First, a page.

But there are positive signs that the language is in good hands, not least the recent election of 29-year-old Paula Melvin as head of the country’s premier, and oldest, Irish language organization, Conradh na Gaeilge. It is a clear signal that there is a bright future, and Melvin is representative of the attraction Irish has for young people generally and young professionals in particular. She will be especially familiar with the situation in America as she works as awards manager with the Fulbright Commission with extensive knowledge of its Irish language operations in the US.

In many ways, the interest of this age group can be traced back to the growth of all Irish schools (gaelscoileanna) in the late 1980s and ‘90s as they mushroomed across the country, teaching Irish by immersion. However, that raises the question as to what has happened to tens of thousands of other students that have also come up through this system. 

And that is one of the main obstacles facing the language, namely the lack of opportunities to use Irish faced by people once they leave education. Positive attitudes that have been engendered through all Irish schools and also the summer schools (gaeltachts) for teenagers have not translated into a significant increase in Irish speakers outside Irish speaking (gaeltacht) areas.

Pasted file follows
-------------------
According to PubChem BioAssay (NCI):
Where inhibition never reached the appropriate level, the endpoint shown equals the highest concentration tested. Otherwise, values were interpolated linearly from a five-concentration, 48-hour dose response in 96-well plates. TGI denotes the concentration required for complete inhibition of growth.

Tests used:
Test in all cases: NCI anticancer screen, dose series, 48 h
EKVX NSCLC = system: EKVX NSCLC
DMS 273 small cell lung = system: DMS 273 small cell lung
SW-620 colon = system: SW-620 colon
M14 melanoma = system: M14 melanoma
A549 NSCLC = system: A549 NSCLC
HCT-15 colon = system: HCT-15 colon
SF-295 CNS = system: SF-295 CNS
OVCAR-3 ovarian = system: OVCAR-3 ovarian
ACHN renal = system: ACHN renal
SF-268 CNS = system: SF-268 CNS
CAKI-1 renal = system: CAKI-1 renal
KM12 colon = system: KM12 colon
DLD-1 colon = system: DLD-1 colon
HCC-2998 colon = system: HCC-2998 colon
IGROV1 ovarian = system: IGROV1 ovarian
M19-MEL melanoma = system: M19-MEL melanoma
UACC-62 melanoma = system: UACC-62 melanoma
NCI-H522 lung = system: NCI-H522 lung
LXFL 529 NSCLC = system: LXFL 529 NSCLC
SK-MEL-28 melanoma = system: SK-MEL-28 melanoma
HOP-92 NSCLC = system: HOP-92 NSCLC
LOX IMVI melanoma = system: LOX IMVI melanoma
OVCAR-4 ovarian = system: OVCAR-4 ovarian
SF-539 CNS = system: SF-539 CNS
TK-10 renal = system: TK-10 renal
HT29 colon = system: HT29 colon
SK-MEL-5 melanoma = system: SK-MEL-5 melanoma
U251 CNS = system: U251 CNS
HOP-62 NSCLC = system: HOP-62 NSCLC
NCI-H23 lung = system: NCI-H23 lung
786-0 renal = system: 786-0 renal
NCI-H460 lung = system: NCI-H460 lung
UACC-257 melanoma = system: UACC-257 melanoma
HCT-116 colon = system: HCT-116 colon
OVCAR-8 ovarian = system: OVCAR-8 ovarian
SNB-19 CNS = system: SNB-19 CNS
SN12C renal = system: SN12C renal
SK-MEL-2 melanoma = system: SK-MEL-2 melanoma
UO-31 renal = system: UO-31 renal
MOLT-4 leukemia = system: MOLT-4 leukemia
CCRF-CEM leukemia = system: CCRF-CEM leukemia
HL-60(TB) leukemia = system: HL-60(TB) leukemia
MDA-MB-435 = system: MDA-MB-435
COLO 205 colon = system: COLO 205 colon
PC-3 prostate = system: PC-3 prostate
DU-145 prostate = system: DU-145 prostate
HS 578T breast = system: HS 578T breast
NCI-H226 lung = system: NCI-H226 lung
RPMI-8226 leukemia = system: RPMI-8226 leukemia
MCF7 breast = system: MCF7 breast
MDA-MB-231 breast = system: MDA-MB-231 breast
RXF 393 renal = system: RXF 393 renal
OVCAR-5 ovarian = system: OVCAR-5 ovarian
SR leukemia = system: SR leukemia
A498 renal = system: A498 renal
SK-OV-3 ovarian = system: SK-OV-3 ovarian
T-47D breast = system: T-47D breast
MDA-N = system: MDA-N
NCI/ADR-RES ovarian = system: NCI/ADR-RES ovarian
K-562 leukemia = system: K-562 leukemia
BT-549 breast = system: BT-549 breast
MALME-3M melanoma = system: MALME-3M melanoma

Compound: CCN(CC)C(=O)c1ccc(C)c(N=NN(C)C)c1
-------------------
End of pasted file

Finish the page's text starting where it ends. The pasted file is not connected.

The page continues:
In an effort to create these speaking opportunities in the wider society, social media is being mobilized to a greater extent. Some really encouraging trends that are happening include the Gaelgoer app launched in September which allows users to be connected with nearby Irish speakers.

Up to now, the fainne or ring, worn on your lapel, was used for this purpose. But this symbol became associated, somewhat unfairly, with traditional views and attitudes, so a new method to connect speakers is welcome. 

Pop-up gaeltachts have taken off where WhatsApp, TikTok, and Instagram are utilized to arrange impromptu social events where Irish can be used. The message is clear: it’s fun to use Irish. 

And speaking of fun, if you haven’t watched TG Lurgan on YouTube yet you’re missing a treat. It shows young high school students on summer Irish courses translating and singing/dancing to the latest hits. Their latest upload is “Bohemian Rhapsody” as you have never heard it before.

Music festivals are also giving the language a new lease on life. Féile na Gealaí, a camping festival, is proving a popular way to engage with young people and is giving a platform to Irish language artists making music in different areas who are showcasing the language. The good news extends to the cinematic world where Irish language films such as "An Cailín Ciúin" and "Arracht" have won multiple awards.

So on balance, it’s definitely a case of the glass being half full thanks in no small way to the younger generation and the creative and artistic community. A case perhaps of the Irish proverb “mol an Óige agus tiocfaidh síad” (praise the young and they will flourish).

No matter, we can look forward to a day when we all have a cupla focal, and more importantly the opportunity to use them.

*This column first appeared in the March 16 edition of the weekly Irish Voice newspaper, sister publication to IrishCentral. Michael O'Dowd is brothers with Niall O'Dowd, founder of the Irish Voice and IrishCentral.